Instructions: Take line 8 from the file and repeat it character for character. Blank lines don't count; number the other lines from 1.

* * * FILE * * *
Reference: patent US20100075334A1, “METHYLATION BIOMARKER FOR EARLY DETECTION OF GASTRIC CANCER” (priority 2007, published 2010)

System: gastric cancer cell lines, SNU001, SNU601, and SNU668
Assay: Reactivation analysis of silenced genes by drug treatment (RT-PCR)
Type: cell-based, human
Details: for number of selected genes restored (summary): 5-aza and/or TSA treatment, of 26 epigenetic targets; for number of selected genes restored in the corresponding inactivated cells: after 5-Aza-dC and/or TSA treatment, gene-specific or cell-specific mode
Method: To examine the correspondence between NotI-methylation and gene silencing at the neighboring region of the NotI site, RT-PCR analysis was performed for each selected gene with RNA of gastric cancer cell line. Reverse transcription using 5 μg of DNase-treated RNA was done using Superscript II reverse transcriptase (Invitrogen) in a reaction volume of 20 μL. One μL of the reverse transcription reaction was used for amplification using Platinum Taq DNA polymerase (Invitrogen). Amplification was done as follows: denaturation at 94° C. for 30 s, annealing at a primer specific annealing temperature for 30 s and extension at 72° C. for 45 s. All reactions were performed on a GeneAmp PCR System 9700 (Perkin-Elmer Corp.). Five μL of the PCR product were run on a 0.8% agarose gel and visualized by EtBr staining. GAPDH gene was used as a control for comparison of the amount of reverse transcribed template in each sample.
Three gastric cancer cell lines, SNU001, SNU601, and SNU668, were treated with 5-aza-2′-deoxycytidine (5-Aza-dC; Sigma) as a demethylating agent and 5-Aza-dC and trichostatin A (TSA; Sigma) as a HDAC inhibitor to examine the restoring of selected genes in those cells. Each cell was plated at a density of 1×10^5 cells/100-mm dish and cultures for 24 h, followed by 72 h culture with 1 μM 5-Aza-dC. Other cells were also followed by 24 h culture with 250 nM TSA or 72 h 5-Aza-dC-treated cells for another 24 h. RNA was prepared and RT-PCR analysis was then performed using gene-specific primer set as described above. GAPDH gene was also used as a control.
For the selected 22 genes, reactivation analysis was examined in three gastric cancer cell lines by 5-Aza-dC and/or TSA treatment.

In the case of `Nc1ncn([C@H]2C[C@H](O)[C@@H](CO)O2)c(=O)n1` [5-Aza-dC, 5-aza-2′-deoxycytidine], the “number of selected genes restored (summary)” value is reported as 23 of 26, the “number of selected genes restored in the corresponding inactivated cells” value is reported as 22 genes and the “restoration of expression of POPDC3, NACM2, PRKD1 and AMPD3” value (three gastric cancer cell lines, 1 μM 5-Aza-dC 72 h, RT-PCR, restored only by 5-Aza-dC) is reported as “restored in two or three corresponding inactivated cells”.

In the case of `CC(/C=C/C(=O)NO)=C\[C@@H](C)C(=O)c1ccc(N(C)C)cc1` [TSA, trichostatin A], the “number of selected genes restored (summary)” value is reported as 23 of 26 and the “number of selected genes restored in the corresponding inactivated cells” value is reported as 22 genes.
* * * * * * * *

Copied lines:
For the selected 22 genes, reactivation analysis was examined in three gastric cancer cell lines by 5-Aza-dC and/or TSA treatment.